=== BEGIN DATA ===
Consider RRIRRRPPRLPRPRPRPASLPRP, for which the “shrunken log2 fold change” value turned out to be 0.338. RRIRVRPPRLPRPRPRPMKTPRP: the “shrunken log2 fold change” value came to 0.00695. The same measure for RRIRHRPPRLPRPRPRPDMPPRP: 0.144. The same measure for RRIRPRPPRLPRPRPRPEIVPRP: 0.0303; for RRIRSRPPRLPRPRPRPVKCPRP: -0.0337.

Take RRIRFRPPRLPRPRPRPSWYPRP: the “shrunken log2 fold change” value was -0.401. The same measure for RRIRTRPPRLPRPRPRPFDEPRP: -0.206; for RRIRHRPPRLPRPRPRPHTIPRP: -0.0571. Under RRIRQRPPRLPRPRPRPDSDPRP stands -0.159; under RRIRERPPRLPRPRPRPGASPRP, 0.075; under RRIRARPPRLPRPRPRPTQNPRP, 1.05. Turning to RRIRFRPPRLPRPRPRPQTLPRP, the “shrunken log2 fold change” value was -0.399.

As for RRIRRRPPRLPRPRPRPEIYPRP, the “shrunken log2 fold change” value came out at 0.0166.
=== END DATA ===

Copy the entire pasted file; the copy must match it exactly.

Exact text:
Consider RRIRRRPPRLPRPRPRPASLPRP, for which the “shrunken log2 fold change” value turned out to be 0.338. RRIRVRPPRLPRPRPRPMKTPRP: the “shrunken log2 fold change” value came to 0.00695. The same measure for RRIRHRPPRLPRPRPRPDMPPRP: 0.144. The same measure for RRIRPRPPRLPRPRPRPEIVPRP: 0.0303; for RRIRSRPPRLPRPRPRPVKCPRP: -0.0337.

Take RRIRFRPPRLPRPRPRPSWYPRP: the “shrunken log2 fold change” value was -0.401. The same measure for RRIRTRPPRLPRPRPRPFDEPRP: -0.206; for RRIRHRPPRLPRPRPRPHTIPRP: -0.0571. Under RRIRQRPPRLPRPRPRPDSDPRP stands -0.159; under RRIRERPPRLPRPRPRPGASPRP, 0.075; under RRIRARPPRLPRPRPRPTQNPRP, 1.05. Turning to RRIRFRPPRLPRPRPRPQTLPRP, the “shrunken log2 fold change” value was -0.399.

As for RRIRRRPPRLPRPRPRPEIYPRP, the “shrunken log2 fold change” value came out at 0.0166.